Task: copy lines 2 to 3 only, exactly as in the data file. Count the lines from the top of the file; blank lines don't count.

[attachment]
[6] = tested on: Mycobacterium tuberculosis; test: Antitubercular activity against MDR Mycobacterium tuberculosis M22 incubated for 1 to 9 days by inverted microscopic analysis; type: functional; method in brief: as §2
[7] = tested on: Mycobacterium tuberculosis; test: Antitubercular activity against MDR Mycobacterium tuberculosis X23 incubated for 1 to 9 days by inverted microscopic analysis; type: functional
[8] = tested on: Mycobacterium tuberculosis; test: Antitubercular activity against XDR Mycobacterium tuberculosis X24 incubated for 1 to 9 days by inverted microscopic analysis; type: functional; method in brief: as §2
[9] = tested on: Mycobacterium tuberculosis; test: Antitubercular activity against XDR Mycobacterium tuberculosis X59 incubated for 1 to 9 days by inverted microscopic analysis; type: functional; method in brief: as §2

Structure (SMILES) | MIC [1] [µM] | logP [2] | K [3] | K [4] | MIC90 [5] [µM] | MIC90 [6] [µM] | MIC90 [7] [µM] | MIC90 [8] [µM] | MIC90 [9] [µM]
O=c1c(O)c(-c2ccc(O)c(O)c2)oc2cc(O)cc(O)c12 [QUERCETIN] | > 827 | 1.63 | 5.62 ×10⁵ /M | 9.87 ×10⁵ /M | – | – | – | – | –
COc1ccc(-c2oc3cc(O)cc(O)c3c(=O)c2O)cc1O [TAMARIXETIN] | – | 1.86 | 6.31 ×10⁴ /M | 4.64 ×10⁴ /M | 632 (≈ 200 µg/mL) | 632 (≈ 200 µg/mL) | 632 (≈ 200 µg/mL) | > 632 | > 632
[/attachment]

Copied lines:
[7] = tested on: Mycobacterium tuberculosis; test: Antitubercular activity against MDR Mycobacterium tuberculosis X23 incubated for 1 to 9 days by inverted microscopic analysis; type: functional
[8] = tested on: Mycobacterium tuberculosis; test: Antitubercular activity against XDR Mycobacterium tuberculosis X24 incubated for 1 to 9 days by inverted microscopic analysis; type: functional; method in brief: as §2